Where is our Hell?
A study of direction in worlds-in-the-world concepts
This presentation is inspired by the Danish professor Martin Zerlang’s concept of cities-in-the-city (Danish: byer-i-byen), focussing on how to recreate ‘overcomable’ space in large cities. This is achieved by creating a smaller version (scale reduction) within a well-defined section of a city, albeit retaining full city functionality within the sub-city section.
This presentation argues that similar concepts are also found outside urban areas. Here, the world is recreated (nearly always in part only) in miniature, in what is best termed: worlds-in-the-world. Similar traits, such as Scale reduction, are visible with worlds-in-the-world expressions but differ in displaying a clear centre-periphery opposition, the rule of thumb being that the most important/desired feature or concept is always at the centre and the least important/desired is at the periphery.
Worlds-in-the-world concepts are manifested in various ways, particularly in ancient world maps of the so-called Jerusalem-style, where the map is ordered according to a general position in relation to the centre of the world, Jerusalem. In such a map, the Mediterranean is a very central feature, owing not only to its proximity to Jerusalem but also to its being an ancient cultural hotspot and the hub of the spread of Christianity to the rest of the world. Scandinavia and Britain, on the other hand, loom on the outskirts together with monsters and ogres, owing to their distance from Jerusalem, as well as to their low importance in the Christian world conceptualisation.
Jerusalem-style map examples are also found much later in time, and this presentation focusses on a group of maps from Western Denmark drawn in connection with an antiquarian survey in the period 1625-1642. A number of these maps are prime examples of worlds-in-the-world expressions, where the local church is at the centre, with settlements situated in a general direction in relation to the church, the more important ones usually closer than the less important ones.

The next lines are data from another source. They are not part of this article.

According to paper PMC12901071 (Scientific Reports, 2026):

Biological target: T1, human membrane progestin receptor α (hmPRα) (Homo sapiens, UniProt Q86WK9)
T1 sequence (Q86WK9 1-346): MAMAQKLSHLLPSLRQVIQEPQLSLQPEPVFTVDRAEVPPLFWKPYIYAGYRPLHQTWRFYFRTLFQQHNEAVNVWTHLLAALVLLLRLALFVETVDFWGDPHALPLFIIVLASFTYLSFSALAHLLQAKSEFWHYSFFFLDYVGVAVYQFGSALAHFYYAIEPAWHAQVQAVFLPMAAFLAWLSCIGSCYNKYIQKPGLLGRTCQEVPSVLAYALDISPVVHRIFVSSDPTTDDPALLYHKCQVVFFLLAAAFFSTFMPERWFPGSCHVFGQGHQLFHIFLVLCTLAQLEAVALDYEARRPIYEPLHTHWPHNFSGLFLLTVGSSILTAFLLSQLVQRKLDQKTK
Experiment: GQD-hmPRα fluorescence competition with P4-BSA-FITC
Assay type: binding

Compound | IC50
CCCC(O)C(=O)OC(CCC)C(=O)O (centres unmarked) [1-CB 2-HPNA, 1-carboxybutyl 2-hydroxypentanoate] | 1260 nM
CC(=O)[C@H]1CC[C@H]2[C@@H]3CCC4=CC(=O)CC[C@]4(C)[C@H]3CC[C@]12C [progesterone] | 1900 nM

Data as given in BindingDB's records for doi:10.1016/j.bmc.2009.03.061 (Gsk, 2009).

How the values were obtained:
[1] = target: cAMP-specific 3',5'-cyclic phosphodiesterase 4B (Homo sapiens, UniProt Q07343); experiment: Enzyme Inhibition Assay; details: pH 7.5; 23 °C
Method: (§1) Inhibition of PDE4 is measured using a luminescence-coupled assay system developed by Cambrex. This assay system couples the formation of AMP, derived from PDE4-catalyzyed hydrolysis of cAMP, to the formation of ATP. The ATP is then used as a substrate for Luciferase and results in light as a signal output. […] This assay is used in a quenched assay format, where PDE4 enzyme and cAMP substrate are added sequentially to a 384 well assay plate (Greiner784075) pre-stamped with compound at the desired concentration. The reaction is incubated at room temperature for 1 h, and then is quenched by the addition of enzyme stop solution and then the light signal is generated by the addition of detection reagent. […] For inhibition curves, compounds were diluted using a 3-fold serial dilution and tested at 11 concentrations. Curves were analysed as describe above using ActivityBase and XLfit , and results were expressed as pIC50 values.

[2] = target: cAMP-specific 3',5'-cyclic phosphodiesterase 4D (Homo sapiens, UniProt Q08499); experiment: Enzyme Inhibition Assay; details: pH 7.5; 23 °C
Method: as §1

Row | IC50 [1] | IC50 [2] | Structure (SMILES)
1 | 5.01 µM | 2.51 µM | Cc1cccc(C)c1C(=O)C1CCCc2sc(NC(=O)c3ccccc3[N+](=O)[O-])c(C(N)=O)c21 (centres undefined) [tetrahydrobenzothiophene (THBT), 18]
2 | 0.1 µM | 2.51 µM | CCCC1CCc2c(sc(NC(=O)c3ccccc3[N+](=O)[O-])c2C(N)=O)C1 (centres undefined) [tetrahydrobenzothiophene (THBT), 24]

Place-names also occasionally display the same kind of centre-periphery worlds-in-the-world conceptualisations, particularly with names either transferred from a cosmological setting, such as place-names in Hølled, Høllet, Helledi, etc., which derive from Old Danish hælwīti ‘Hell’, or from the world itself, such as Siberien ‘Siberia�������������������������������������������������������, which are virtually always found on the outskirts of the parish, near the border to the next parish. This strongly implies that the parish is seen as a ‘world’ of its own, the church being the centre and the least desired areas, Hell and Siberia, on the periphery, away from the centre. Interestingly, centre-periphery conceptualisation seems to be more important than compass direction, as these name types are found throughout Denmark but there is no special regard paid to direction. For instance, there is no decidedly easterly location to Siberia names.